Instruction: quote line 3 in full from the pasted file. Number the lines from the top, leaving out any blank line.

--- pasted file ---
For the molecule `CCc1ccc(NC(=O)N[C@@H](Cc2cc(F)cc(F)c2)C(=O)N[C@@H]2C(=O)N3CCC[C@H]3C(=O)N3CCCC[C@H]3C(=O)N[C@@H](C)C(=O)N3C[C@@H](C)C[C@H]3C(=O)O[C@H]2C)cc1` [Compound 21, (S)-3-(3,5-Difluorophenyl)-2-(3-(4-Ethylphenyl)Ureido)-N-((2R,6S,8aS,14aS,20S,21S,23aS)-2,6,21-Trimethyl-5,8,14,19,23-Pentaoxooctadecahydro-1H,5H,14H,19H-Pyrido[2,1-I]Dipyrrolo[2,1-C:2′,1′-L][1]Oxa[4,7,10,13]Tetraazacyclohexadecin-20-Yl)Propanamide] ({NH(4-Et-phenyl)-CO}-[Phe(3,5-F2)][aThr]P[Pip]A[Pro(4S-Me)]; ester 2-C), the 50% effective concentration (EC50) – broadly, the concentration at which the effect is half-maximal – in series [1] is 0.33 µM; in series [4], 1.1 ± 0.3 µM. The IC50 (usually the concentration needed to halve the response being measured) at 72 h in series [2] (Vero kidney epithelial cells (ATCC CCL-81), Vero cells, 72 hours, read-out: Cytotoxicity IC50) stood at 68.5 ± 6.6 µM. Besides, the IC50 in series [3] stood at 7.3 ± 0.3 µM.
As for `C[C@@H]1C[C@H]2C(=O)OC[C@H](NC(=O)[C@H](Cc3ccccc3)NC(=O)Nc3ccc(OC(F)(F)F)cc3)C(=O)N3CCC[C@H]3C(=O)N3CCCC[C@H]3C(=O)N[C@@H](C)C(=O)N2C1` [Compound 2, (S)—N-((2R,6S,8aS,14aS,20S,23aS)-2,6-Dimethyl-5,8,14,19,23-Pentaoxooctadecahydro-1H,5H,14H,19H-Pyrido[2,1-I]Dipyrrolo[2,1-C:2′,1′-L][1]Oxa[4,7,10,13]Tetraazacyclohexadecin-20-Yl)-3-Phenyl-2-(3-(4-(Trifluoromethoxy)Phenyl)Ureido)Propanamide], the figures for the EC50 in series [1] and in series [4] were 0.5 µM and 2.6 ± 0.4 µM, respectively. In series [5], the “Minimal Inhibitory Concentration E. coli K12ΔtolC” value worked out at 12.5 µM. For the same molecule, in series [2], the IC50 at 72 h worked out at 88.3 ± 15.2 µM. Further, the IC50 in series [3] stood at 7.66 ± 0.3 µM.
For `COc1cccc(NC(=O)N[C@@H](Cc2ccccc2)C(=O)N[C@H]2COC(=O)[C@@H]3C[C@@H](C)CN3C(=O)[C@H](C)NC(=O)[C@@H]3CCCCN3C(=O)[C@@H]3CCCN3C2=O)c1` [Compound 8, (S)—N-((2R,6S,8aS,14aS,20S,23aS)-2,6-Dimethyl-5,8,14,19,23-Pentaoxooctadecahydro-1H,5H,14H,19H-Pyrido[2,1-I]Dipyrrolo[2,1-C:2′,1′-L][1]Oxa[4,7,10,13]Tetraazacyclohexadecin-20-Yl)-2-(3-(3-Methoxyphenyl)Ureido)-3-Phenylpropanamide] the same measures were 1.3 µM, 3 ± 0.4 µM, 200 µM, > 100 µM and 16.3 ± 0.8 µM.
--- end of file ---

For `COc1cccc(NC(=O)N[C@@H](Cc2ccccc2)C(=O)N[C@H]2COC(=O)[C@@H]3C[C@@H](C)CN3C(=O)[C@H](C)NC(=O)[C@@H]3CCCCN3C(=O)[C@@H]3CCCN3C2=O)c1` [Compound 8, (S)—N-((2R,6S,8aS,14aS,20S,23aS)-2,6-Dimethyl-5,8,14,19,23-Pentaoxooctadecahydro-1H,5H,14H,19H-Pyrido[2,1-I]Dipyrrolo[2,1-C:2′,1′-L][1]Oxa[4,7,10,13]Tetraazacyclohexadecin-20-Yl)-2-(3-(3-Methoxyphenyl)Ureido)-3-Phenylpropanamide] the same measures were 1.3 µM, 3 ± 0.4 µM, 200 µM, > 100 µM and 16.3 ± 0.8 µM.